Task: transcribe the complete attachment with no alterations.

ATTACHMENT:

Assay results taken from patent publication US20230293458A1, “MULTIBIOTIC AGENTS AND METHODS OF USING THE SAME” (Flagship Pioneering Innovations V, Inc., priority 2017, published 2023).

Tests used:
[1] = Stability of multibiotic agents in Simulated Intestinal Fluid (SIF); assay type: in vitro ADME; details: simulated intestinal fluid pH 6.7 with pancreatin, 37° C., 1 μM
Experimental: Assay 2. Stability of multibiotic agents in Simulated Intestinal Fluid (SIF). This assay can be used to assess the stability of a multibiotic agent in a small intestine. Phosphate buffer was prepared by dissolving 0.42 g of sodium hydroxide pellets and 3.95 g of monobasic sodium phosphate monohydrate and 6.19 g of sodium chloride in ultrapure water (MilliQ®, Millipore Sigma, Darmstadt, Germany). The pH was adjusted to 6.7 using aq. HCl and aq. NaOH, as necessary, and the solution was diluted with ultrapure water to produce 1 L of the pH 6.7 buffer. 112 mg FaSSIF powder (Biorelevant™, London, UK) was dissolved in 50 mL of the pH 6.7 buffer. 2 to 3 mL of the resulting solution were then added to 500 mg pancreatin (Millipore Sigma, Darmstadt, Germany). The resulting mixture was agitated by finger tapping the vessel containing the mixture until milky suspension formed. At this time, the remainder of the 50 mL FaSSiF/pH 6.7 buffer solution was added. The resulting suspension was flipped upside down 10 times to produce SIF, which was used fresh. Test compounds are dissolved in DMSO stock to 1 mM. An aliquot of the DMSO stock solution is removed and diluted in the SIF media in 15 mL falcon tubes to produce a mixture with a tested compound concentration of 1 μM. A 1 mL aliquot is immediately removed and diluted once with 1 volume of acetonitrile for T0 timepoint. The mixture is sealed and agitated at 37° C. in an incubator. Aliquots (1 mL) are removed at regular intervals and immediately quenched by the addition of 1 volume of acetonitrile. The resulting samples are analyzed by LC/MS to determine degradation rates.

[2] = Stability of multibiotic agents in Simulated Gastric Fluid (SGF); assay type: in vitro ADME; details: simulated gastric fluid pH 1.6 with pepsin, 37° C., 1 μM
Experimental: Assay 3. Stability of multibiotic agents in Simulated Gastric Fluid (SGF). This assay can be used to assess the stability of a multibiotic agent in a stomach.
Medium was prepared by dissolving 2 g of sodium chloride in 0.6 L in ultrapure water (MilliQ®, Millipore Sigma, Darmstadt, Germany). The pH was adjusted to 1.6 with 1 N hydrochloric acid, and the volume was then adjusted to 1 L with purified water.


Assay results taken from patent publication US20230293458A1, “MULTIBIOTIC AGENTS AND METHODS OF USING THE SAME” (Flagship Pioneering Innovations V, Inc., priority 2017, published 2023).

Tests used:
[1] = Stability of multibiotic agents in Simulated Intestinal Fluid (SIF); assay type: in vitro ADME; details: simulated intestinal fluid pH 6.7 with pancreatin, 37° C., 1 μM
Experimental: Assay 2. Stability of multibiotic agents in Simulated Intestinal Fluid (SIF). This assay can be used to assess the stability of a multibiotic agent in a small intestine. Phosphate buffer was prepared by dissolving 0.42 g of sodium hydroxide pellets and 3.95 g of monobasic sodium phosphate monohydrate and 6.19 g of sodium chloride in ultrapure water (MilliQ®, Millipore Sigma, Darmstadt, Germany). The pH was adjusted to 6.7 using aq. HCl and aq. NaOH, as necessary, and the solution was diluted with ultrapure water to produce 1 L of the pH 6.7 buffer. 112 mg FaSSIF powder (Biorelevant™, London, UK) was dissolved in 50 mL of the pH 6.7 buffer. 2 to 3 mL of the resulting solution were then added to 500 mg pancreatin (Millipore Sigma, Darmstadt, Germany). The resulting mixture was agitated by finger tapping the vessel containing the mixture until milky suspension formed. At this time, the remainder of the 50 mL FaSSiF/pH 6.7 buffer solution was added. The resulting suspension was flipped upside down 10 times to produce SIF, which was used fresh. Test compounds are dissolved in DMSO stock to 1 mM. An aliquot of the DMSO stock solution is removed and diluted in the SIF media in 15 mL falcon tubes to produce a mixture with a tested compound concentration of 1 μM. A 1 mL aliquot is immediately removed and diluted once with 1 volume of acetonitrile for T0 timepoint. The mixture is sealed and agitated at 37° C. in an incubator. Aliquots (1 mL) are removed at regular intervals and immediately quenched by the addition of 1 volume of acetonitrile. The resulting samples are analyzed by LC/MS to determine degradation rates.

[2] = Stability of multibiotic agents in Simulated Gastric Fluid (SGF); assay type: in vitro ADME; details: simulated gastric fluid pH 1.6 with pepsin, 37° C., 1 μM
Experimental: Assay 3. Stability of multibiotic agents in Simulated Gastric Fluid (SGF). This assay can be used to assess the stability of a multibiotic agent in a stomach.
Medium was prepared by dissolving 2 g of sodium chloride in 0.6 L in ultrapure water (MilliQ®, Millipore Sigma, Darmstadt, Germany). The pH was adjusted to 1.6 with 1 N hydrochloric acid, and the volume was then adjusted to 1 L with purified water.